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News across North Carolina for March 2, 2015

Happy March! I think it’s coming in like a lion, but that’s just me. One thing I’m bring in March with is our first annual reader’s survey.

Some of you come here from my Facebook or Twitter. Some of you also read The Black Urbanist (which I promise is coming back soon). You are made of many shapes and colors and you’re interested in what’s going on in North Carolina.

I know that in my head, but I want to make the record official. Also, I plan on bringing ads, more explainers and some other paid services and objects to this space this year. I want to make sure that’s what you want and will support too. So take a moment and fill the survey out. I’ll have a link to it up for the entire month of March. (Also, unless you want  to advertise on the site, all answers are annoymous).

And with that, here’s your first batch of North Carolina news for March.

News Across North Carolina for March 2, 2015

The Renaissance Community Co-op in Greensboro is asking for both the Greensboro city council and the Guilford County Commissioners to lend funding to open the store this year.

Another new park in Downtown Winston-Salem, transformed from an old parking lot.

The decision to close the three UNC system research centers, as the decision is being made and protested.

Decriminalization of marijuana is making progress in the General Assembly, having made it through its first committee.

North Carolina is still known as a good roads state.

Overcrowding is an issue again with Guilford County Schools

Economic development at the state level is boiling down to the RTP and Charlotte regions versus the rest of the state.

Students at the potentially contaminated schools in Winston-Salem will start school at new locations on Monday. More on these schools and their issues directly from the Winston-Salem-Forsyth School System website.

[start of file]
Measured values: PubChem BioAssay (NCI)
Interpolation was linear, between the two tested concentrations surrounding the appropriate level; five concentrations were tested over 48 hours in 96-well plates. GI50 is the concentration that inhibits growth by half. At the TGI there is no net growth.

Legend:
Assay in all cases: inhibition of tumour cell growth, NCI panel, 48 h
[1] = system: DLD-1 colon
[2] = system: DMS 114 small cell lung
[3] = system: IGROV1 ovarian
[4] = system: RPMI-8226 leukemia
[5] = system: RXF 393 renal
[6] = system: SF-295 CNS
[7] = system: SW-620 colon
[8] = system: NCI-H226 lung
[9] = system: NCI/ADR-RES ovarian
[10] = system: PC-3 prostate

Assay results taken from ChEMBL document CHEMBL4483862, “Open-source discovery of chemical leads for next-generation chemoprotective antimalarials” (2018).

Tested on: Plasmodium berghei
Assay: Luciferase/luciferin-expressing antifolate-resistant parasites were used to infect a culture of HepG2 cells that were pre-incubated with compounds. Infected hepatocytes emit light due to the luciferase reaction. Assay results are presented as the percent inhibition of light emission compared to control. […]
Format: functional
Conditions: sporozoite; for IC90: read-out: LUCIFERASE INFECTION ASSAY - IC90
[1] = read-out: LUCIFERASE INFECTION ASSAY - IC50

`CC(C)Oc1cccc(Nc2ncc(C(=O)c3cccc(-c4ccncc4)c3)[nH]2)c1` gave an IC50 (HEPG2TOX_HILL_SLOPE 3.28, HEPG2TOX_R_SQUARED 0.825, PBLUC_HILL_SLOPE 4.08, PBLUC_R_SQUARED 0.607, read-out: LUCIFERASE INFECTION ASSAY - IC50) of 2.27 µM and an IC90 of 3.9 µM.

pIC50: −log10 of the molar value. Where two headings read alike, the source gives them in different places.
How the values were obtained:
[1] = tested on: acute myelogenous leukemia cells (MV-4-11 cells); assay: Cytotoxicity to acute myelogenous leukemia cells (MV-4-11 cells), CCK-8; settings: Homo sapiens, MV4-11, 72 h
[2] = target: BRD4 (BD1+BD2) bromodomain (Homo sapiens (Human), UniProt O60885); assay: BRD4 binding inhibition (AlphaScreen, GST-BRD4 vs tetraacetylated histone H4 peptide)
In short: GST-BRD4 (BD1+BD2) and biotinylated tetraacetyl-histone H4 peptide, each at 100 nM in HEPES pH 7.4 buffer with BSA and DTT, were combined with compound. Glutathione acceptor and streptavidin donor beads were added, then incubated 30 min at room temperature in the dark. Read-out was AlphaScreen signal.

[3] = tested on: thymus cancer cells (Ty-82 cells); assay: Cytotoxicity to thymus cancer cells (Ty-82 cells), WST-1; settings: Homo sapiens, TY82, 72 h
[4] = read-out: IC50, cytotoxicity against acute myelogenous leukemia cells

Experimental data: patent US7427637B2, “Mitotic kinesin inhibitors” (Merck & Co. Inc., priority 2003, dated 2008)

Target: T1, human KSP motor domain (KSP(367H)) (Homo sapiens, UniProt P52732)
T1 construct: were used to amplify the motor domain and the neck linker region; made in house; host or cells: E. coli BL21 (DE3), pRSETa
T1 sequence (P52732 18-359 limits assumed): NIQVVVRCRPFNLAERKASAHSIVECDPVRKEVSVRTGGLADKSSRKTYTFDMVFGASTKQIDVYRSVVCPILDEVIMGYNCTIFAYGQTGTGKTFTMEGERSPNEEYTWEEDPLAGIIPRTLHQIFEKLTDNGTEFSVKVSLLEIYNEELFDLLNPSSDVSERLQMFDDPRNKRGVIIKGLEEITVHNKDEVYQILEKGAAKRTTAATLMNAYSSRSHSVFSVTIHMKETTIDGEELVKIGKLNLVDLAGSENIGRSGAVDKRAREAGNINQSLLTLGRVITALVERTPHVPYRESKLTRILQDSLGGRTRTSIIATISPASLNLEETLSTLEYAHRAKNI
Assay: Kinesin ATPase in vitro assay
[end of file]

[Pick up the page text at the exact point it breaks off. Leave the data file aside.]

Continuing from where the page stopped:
A new mobile app will be available for select people across the state to help get the proper mental health coverage they need.

Experts have listed Western North Carolina as abnormally dry.

Law professors analyze the merits of the recent religious freedom law. Meanwhile, more debate is expected tonight at the Charlotte City Council meeting on Charlotte’s LGBT provisions law.

People on United Healthcare insurance have lost coverage for procedures done at this major Charlotte healthcare provider.

Remember all those things that that one lawmaker did on his snow day? A think tank has added up the costs of all those changes he made.

Downtown Raleigh’s first church built from scratch in 50 years is under construction.

These N.C.-based entrepreneurs, are developing a year-round, aquaponic, farming solution.

And finally, just in case you were curious, this is how much a year at Duke costs these days.

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